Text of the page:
#1
So on saturday my band will be recorded by a pro in a small studio
we will record 3 to 5 songs (depends how fast we are)
is there some way to prepare besides of playing the songs again and again????
#2
Get all ur amp settings written down and try to decide what mic's etc u want to use. Prob wont matter how fast u are because tech guys go at their own pace and its usually pretty slow
#3
It's pretty obvious, but have all your songs completed before you enter the studio.

Don't depend on the studio to have stuff like spare strings, cables, 9v batteries and drum tuning keys too.
Last edited by Ki' at Jun 12, 2008,
#5
dont screw up, and you'll get it done faster. my band recorded one song today (for free!) and the one problem we had that we could always pick out who went out of time and when, which is harder to hear when your all just playing and not listen as much as you do when playing it back. we would have had an awesome (if i do say so myself) song if everyone had stayed in time.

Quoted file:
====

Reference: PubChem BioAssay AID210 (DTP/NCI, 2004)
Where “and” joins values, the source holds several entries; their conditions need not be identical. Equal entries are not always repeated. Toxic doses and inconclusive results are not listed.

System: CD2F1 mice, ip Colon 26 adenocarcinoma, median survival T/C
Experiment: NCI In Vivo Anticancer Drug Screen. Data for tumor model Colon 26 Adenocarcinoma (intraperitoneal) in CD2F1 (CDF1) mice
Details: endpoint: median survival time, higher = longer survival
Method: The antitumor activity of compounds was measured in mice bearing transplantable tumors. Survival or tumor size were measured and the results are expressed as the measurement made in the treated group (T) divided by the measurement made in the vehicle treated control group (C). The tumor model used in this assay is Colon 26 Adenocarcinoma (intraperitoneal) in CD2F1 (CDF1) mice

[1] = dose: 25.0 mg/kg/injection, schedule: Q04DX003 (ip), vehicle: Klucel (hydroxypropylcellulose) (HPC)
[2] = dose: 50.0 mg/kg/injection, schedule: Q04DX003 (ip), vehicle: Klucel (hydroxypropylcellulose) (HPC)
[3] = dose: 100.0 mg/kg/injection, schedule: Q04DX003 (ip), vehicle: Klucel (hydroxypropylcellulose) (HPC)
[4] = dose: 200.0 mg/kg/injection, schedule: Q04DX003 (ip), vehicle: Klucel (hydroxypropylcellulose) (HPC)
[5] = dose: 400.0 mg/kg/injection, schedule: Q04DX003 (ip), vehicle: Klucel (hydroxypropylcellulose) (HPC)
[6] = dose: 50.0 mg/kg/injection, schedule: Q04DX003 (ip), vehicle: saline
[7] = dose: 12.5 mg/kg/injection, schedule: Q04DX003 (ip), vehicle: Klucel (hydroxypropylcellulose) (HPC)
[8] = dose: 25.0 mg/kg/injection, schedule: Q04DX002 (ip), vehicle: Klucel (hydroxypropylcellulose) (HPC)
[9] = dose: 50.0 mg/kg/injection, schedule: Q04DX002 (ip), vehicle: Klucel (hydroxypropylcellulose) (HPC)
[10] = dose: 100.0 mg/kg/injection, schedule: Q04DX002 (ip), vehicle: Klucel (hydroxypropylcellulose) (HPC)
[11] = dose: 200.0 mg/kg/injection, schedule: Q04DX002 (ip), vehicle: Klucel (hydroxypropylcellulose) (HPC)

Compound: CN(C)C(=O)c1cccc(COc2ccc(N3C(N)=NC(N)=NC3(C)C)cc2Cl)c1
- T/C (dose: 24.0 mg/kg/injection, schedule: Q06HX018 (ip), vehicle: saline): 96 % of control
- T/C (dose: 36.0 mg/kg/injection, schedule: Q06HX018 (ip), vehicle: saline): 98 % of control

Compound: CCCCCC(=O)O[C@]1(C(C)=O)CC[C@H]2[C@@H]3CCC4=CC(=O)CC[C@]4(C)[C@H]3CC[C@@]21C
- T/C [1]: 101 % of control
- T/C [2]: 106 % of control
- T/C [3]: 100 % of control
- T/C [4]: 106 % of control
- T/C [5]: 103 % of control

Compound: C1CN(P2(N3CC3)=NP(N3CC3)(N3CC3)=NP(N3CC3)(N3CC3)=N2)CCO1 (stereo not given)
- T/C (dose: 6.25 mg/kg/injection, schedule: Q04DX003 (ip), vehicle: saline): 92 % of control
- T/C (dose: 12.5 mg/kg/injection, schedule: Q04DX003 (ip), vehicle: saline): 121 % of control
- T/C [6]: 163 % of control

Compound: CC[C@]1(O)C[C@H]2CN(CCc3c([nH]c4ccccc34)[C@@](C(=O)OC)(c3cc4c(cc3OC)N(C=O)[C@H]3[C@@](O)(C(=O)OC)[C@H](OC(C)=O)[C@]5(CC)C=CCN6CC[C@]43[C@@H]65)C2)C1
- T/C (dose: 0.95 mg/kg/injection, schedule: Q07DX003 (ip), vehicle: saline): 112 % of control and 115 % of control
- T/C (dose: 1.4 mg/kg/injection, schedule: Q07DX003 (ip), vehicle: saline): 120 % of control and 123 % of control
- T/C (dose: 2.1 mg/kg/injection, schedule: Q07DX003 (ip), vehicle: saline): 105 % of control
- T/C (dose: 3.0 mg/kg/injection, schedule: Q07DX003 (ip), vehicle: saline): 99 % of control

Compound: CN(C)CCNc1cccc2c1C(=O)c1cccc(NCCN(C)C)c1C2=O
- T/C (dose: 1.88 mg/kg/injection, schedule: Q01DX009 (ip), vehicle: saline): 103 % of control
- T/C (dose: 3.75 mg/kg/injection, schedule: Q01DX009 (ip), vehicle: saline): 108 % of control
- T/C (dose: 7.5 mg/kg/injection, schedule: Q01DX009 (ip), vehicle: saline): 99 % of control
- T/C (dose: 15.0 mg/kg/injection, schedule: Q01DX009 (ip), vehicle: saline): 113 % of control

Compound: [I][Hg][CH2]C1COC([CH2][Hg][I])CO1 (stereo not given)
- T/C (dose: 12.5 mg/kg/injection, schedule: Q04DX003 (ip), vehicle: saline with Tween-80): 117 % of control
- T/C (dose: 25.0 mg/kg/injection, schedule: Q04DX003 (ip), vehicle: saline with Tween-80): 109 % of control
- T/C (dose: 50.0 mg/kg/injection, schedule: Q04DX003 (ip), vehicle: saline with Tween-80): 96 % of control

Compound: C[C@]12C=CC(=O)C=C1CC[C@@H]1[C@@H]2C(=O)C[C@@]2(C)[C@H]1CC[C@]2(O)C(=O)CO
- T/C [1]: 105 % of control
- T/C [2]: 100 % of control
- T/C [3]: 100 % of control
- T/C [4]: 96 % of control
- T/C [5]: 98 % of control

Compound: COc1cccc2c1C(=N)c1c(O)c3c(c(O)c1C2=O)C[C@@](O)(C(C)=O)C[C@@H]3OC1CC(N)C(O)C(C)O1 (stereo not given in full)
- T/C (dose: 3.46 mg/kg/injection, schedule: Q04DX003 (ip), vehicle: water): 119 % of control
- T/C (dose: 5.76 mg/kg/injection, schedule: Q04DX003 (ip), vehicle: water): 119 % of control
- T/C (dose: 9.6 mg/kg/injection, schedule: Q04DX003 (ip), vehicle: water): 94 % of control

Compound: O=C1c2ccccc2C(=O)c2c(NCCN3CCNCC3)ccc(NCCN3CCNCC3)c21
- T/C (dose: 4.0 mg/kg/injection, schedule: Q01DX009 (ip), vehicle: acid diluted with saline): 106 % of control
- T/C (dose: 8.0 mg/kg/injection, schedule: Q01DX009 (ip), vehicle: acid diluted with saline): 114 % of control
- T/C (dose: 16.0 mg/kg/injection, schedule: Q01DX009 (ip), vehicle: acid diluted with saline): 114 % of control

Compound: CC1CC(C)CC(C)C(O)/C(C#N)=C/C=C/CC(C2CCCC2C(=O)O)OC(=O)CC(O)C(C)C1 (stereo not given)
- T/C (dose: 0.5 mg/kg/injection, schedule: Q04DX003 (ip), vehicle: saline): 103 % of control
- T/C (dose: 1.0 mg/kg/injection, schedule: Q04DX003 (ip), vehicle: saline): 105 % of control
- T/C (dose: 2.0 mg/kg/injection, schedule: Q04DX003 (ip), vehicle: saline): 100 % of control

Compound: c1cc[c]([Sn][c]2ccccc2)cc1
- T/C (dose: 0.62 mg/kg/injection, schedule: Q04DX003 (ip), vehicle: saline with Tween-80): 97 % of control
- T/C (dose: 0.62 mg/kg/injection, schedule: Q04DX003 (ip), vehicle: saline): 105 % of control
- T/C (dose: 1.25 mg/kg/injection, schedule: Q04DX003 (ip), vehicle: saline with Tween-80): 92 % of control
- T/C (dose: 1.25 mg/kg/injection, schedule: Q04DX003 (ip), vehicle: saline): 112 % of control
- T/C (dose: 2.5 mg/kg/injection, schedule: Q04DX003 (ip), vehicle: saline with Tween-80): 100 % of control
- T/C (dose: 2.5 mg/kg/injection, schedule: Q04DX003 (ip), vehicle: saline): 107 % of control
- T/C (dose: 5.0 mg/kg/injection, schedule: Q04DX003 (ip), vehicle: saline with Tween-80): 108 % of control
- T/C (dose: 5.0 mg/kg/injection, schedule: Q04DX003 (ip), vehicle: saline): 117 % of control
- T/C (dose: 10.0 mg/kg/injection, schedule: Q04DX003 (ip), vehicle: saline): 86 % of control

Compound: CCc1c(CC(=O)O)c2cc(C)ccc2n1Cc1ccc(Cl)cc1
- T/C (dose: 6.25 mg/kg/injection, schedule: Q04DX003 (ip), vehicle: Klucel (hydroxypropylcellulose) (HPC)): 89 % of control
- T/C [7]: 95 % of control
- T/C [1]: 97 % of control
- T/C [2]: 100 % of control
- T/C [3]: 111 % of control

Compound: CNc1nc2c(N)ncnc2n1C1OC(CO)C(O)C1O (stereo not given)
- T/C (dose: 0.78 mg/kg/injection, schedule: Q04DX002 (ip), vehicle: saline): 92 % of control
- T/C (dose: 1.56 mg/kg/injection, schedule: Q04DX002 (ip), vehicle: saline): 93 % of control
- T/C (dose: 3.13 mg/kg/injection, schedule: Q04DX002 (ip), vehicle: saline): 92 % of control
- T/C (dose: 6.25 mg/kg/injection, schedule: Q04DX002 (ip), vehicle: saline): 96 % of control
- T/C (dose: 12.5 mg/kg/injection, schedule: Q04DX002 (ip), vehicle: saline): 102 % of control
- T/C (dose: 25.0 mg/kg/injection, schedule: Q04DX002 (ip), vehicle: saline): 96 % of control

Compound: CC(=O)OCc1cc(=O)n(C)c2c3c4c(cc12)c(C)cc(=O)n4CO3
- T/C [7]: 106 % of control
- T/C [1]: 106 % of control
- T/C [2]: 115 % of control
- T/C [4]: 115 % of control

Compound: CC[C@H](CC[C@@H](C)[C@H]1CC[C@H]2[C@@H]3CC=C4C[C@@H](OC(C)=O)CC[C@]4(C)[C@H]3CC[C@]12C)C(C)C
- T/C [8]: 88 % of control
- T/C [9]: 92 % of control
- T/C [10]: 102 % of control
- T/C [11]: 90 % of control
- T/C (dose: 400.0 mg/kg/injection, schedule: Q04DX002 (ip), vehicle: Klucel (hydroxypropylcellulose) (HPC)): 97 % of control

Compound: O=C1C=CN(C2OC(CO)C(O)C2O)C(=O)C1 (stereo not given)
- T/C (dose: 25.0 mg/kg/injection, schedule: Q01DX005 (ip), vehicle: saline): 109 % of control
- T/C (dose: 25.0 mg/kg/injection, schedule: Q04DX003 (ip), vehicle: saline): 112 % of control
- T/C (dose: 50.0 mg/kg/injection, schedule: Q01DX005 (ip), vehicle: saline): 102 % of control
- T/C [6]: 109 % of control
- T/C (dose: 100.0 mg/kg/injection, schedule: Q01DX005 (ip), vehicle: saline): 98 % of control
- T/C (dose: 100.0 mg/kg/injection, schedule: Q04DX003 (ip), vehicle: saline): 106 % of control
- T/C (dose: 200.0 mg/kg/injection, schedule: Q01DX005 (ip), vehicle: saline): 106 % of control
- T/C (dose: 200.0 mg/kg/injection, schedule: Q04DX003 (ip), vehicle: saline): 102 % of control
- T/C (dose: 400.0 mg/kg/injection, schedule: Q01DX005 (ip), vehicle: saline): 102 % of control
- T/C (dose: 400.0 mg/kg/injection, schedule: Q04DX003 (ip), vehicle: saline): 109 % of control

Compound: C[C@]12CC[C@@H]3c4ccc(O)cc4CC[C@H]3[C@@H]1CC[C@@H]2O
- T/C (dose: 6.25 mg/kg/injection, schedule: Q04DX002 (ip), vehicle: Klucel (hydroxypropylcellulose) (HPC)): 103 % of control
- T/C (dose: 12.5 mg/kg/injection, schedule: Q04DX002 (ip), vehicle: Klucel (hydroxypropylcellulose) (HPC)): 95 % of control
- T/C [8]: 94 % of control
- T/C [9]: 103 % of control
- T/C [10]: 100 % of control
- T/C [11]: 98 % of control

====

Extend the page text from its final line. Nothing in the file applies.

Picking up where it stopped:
Who decided that pie would be sold on Tuesday but not Wednesday?
#6
Also remember to just relax while recording. It seems obvious but when it's in the back of your mind that you need to be playing perfect and that you are being recorded, you might screw up, even parts you normally don't. It's a different kind of nervous than playing a gig. So try to just think of it as a regular practice. It took me forever to get my drums right when we recorded.
#7
Record yourself with a ghetto blaster or something a couple of times before hand just to hear where you are at and what you need to work on.

I disagree with writing down amp settings. The engineer will probably ask you to change them anyways. For example, you'll record with less distortion than you will use when you play live. Less is often more.

A few more things:
http://www.greenroomrecording.ca - "Preparing to record."

CT
Could I get some more talent in the monitors, please?

I know it sounds crazy, but try to learn to inhale your voice. www.thebelcantotechnique.com

Chris is the king of relating music things to other objects in real life.